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Published on September 15th, 2016 | by James Ayre

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Virgin Atlantic & LanzaTech Announce Jet Fuel Made From Steel Mill Waste

September 15th, 2016 by  


The low-carbon fuel firm LanzaTech, in partnership with Virgin Atlantic, has announced a new jet fuel made from steel mill waste gases, according to the companies.

To be more exact here, the recent announcement revealed that US-based LanzaTech has managed to produce 1,500 gallons of jet fuel from its “low-carbon” ethanol known as “Lanzanol.” This fuel is produced from steel mill waste gases (carbon monoxide mostly) through a fermentation process.

The achievement was largely the result of a 5-year partnership between Virgin Atlantic and LanzaTech focused on the creation of commercially useful jet fuels made from “low-carbon” sources.

Virgin Atlantic claims that the new jet fuel could result in carbon savings of up to 65%, as compared to conventional jet fuel, going by initial testing.

“This is a real game changer for aviation and could significantly reduce the industry’s reliance on oil within our lifetime,” stated Virgin Atlantic founder Richard Branson. “Virgin Atlantic was the first commercial airline to test a bio-fuel flight and continues to be a leader in sustainable aviation. Our understanding of low carbon fuels has developed rapidly over the last decade, and we are closer than ever before to bringing a sustainable product to the market for commercial use by Virgin Atlantic and other global airlines.”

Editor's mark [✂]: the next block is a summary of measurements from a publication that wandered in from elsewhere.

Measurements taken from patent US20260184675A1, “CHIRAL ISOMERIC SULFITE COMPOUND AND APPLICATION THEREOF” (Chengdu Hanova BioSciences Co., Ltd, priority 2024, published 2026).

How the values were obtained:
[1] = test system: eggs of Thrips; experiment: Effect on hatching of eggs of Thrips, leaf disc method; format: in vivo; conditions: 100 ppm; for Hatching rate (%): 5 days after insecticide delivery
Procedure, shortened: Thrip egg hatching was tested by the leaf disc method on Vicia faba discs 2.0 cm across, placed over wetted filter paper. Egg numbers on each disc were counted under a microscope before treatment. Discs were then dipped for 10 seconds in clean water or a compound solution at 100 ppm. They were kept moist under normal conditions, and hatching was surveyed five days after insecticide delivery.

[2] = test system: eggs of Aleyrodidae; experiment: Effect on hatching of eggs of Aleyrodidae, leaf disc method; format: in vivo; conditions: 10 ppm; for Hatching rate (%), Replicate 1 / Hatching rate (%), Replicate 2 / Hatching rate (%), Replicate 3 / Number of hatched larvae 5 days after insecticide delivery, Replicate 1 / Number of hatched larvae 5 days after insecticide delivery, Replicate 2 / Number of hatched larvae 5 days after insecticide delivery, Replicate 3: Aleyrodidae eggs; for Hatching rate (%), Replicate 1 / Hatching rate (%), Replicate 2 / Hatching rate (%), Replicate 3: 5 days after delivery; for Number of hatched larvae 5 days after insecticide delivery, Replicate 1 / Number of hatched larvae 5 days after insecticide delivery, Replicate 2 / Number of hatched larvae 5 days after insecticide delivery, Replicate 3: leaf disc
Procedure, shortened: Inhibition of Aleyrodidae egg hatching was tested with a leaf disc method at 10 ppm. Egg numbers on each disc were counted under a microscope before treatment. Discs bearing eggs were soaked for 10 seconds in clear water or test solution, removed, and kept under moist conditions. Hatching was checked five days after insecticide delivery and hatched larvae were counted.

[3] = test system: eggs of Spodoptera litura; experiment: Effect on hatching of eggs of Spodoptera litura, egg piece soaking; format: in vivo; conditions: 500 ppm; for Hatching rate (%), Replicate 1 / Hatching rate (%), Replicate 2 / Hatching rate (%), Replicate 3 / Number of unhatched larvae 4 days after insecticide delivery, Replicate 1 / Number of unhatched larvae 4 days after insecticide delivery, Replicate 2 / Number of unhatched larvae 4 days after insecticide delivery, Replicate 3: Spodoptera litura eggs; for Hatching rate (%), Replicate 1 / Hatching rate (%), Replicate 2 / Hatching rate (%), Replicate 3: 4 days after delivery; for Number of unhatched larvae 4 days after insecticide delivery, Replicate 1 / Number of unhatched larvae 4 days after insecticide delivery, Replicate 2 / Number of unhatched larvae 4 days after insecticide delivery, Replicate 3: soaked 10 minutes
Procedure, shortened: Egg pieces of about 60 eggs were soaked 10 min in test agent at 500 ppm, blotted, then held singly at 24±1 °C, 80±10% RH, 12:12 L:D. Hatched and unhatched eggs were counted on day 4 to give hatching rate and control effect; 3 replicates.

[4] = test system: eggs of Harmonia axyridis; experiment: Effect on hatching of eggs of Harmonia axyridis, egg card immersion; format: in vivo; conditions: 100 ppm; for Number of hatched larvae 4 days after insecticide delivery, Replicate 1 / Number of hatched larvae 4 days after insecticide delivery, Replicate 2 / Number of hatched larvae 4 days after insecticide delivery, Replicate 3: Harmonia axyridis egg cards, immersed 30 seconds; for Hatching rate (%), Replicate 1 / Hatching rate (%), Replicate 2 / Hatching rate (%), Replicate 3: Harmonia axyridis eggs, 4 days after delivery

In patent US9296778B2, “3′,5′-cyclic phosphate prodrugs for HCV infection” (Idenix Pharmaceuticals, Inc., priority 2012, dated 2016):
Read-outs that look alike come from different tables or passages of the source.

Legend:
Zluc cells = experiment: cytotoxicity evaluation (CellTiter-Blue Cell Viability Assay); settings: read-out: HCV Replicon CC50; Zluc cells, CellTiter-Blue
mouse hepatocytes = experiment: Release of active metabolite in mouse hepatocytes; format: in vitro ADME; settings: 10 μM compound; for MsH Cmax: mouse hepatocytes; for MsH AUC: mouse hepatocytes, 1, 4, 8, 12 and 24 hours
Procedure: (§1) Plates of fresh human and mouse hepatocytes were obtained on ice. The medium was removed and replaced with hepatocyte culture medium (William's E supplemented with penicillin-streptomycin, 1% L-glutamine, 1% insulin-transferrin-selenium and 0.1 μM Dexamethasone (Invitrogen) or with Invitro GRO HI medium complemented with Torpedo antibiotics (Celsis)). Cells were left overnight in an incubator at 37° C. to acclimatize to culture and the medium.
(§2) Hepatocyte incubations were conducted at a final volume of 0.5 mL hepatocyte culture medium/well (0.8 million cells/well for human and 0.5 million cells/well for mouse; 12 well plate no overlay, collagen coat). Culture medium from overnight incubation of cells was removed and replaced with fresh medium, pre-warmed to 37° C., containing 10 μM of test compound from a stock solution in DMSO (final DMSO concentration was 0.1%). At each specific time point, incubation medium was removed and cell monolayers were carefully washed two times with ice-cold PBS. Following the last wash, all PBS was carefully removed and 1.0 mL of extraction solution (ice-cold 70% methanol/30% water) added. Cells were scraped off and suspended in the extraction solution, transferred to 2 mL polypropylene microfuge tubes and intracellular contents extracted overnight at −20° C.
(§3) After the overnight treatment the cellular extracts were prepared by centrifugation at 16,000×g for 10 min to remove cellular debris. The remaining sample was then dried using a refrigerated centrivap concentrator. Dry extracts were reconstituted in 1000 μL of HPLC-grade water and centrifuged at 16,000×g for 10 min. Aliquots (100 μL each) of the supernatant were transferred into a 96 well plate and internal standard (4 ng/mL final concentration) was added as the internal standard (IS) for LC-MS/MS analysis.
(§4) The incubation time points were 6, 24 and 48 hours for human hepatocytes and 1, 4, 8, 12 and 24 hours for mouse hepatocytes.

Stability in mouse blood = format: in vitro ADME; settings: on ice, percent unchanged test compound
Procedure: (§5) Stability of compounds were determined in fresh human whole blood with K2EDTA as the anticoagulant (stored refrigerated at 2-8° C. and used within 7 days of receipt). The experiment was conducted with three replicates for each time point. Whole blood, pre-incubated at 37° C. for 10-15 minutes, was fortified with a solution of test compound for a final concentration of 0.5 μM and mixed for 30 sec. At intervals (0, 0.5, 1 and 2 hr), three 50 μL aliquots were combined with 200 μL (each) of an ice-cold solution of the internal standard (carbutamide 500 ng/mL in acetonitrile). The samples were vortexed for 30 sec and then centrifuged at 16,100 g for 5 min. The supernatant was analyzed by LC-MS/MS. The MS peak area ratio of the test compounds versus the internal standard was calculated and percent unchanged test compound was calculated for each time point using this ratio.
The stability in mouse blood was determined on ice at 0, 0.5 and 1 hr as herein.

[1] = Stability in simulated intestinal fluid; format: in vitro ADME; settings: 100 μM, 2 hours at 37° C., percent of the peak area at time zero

A half-gallon of jet fuel can be produced from one gallon of the LanzaTech ethanol, according to the airline company. LanzaTech claims that its approach could be utilized to curtail around a third of the carbon emissions from steel mills as well as cutting airline emissions.

The new jet fuel can’t yet be used commercially, it should be noted. It’s currently in the testing process, with a partnership with Boeing moving things forward in that regard as well. Virgin Atlantic claims that test flights could begin as early as 2017.

The CEO of LanaTech, Dr Jennifer Holmgren, commented: “We can now truly imagine a world where a steel mill can not only produce the steel for the components of the plane but also recycle its gases to produce the fuel that powers the aircraft.”

Waste gases captured at UK steel mills will reportedly be used by Virgin Atlantic for the jet fuel production if things move forward commercially, according to the company.

 
 
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About the Author

James Ayre's background is predominantly in geopolitics and history, but he has an obsessive interest in pretty much everything. After an early life spent in the Imperial Free City of Dortmund, James followed the river Ruhr to Cofbuokheim, where he attended the University of Astnide. And where he also briefly considered entering the coal mining business. He currently writes for a living, on a broad variety of subjects, ranging from science, to politics, to military history, to renewable energy.



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